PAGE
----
A number of people commented, in relation to that post, that I should perhaps look to my spiritual beliefs. Hence my question: where is my God when it hurts? The question is phrased as it is because I believe that spirituality is an individual thing, and as such where your God is when I hurt is not actually of much significance to me. It is in terms of how you might find comfort in your trials, but for me personally, it only about my perception of who my God, or higher power, or whatever I like to call it, is for me.

When I google the question ‘Where is God when it hurts?‘ I find that Google kindly has about 95 million responses for me including a book title, by that name, by a Philip Yancey… which I’m sure my father owned.  I suspect I would have come across it as I dealt with Dad’s enormous collection of books after his death.  Maybe I should have stopped to read it, although I would have been there forever if I had taken that approach to every book that caught my eye.

Quite frankly the answer to all my questions was probably in my garden shed (that’s where Dad kept his library), or maybe I could say right under my nose.  What’s more, if my father had been alive, he would have been quick to answer my question for me.  He was, after all a Christian minister, well versed in theology and my blief in God is based on the Christian god figure (although not some of the organisational aspects of churches).  But even if he had been here, that would have been his answer, not mine.  And I suspect I would have been still wondering.

The reality I learnt long ago is that other people’s views on spirituality actually don’t answer my questions.  They might provide the answers for them, but I have to find my own answers.  So I’m not even going to bother with Google’s suggestions, or what I know would have been Dad’s.

I believe that religion  serves a different purpose for each person.  Nothing is right or wrong, as we are each different people with different needs.  My own beliefs form a basis for how I treat other people, and I think I’m slowly forming a means of how I treat myself.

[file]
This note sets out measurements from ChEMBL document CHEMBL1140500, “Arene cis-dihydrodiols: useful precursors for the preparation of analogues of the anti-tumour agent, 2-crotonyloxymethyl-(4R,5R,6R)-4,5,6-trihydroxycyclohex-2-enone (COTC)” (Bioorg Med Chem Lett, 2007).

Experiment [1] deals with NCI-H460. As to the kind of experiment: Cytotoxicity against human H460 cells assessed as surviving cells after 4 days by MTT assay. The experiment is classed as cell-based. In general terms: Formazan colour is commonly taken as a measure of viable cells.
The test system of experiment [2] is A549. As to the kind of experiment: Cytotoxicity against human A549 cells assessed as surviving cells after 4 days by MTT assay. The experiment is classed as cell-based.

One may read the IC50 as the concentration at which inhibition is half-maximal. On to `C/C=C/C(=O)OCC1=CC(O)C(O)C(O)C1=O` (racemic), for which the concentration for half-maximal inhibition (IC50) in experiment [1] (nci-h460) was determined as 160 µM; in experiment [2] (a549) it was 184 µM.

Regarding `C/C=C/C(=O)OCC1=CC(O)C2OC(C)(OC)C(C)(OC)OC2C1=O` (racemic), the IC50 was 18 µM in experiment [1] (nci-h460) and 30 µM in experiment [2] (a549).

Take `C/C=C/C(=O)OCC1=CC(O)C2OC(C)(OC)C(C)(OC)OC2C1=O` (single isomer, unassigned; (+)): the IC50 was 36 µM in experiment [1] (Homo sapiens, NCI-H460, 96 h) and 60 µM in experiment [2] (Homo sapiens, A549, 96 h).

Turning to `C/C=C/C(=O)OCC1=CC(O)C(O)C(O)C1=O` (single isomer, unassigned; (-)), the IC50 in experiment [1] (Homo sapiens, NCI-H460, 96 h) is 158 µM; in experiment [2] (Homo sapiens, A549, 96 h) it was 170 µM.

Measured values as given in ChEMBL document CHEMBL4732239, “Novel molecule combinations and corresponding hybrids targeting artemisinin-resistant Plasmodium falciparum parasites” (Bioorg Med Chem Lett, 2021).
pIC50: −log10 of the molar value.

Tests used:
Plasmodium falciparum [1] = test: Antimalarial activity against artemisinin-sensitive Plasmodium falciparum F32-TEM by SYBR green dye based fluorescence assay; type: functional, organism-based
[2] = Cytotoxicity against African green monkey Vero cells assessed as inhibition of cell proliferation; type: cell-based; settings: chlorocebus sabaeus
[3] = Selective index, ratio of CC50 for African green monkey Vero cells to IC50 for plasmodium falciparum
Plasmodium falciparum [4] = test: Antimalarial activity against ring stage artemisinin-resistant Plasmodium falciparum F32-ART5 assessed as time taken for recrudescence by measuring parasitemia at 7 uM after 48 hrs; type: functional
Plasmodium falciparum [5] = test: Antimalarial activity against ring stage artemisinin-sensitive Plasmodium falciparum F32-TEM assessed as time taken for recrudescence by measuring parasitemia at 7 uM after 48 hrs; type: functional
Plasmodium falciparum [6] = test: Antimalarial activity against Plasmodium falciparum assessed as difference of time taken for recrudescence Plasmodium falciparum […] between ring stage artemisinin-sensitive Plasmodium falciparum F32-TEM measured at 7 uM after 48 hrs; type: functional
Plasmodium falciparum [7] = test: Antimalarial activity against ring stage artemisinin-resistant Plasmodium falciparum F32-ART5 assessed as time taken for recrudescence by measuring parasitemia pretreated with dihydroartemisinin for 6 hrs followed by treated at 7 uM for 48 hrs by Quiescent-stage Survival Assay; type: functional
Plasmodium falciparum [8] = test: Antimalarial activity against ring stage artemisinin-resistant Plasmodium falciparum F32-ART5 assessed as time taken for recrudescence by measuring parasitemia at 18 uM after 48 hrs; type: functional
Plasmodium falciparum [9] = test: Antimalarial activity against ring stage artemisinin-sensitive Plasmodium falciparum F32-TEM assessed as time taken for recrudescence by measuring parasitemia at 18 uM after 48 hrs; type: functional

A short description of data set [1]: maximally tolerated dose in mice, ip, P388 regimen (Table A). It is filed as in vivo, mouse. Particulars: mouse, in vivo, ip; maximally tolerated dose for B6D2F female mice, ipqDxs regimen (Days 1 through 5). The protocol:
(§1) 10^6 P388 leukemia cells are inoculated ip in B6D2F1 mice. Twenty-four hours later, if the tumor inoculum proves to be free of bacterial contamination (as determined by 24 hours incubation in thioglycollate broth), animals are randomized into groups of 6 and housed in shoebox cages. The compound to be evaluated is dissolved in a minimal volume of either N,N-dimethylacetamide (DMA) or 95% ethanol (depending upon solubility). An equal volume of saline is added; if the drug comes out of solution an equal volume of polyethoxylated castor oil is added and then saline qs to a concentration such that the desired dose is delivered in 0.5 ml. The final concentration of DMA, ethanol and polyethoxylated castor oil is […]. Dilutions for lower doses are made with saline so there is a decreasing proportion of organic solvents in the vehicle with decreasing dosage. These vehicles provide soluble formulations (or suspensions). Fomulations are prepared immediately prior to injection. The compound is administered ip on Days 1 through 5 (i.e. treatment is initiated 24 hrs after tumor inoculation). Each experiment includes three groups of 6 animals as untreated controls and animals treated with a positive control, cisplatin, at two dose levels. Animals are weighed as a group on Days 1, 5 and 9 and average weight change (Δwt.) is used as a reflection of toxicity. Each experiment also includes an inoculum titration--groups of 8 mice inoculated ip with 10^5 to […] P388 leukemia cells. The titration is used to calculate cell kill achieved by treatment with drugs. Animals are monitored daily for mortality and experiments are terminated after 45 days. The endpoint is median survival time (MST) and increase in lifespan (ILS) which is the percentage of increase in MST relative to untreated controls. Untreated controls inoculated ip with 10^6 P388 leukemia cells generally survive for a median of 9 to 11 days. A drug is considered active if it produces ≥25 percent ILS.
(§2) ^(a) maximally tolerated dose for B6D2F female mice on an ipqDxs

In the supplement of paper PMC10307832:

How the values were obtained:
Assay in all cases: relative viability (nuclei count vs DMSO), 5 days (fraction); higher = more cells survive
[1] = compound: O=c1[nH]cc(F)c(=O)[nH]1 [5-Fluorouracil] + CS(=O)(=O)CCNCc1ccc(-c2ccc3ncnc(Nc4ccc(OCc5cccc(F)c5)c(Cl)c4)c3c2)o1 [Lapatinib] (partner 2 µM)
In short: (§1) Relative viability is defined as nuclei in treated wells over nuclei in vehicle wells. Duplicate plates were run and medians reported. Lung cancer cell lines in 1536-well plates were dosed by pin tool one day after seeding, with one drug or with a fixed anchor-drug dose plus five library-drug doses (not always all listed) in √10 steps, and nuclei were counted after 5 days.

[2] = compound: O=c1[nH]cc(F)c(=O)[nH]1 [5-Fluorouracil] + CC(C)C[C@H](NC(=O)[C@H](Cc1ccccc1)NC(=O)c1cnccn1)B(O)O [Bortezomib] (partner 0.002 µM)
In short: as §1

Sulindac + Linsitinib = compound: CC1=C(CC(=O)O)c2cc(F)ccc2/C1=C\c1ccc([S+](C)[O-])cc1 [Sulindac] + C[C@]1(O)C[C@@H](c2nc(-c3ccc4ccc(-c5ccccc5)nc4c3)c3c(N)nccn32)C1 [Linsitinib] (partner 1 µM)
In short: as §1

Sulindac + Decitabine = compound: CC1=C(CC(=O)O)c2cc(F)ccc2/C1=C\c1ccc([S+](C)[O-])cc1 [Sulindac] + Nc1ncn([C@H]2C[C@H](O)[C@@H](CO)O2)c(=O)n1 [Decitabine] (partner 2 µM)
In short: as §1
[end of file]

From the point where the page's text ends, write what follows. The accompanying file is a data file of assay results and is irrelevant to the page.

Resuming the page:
Translating that into hope in spite of trials is not something I have yet achieved.  Oh, I was trained well and can quote a million Bible verses at myself about having hope and trust in the God I was brought up to know, but that doesn’t actually cut it for me in terms of finding purpose in my suffering.

I find it incredibly frustrating when I am told that everything happens for a reason.  Maybe it’s true, maybe it isn’t, but it seems an incredibly cold way of comprehending, and giving reason to why some people suffer so much.

This posted started in terms of my own struggle with pain and fatigue.  I know that it is nothing compared to what some people suffer each day, and actually in that I can find a little peace for myself.  I can be thankful for what I have and have not.  But I will find it incrediblyy annoying and frustrating if you tell me to find joy in my pain, just because my Bible tells me to.  It just doesn’t work that way for me.

A book that I have found useful over the years, mostly to dive in and out of because I have yet to read it cover to cover, is Harold Kushner’s When Bad Things Happen To Good People.  I like this book because it is written by someone who has had plenty of bad things happen.  He knows suffering yet he still somehow believes in who he sees as God.  Here is an excerpt: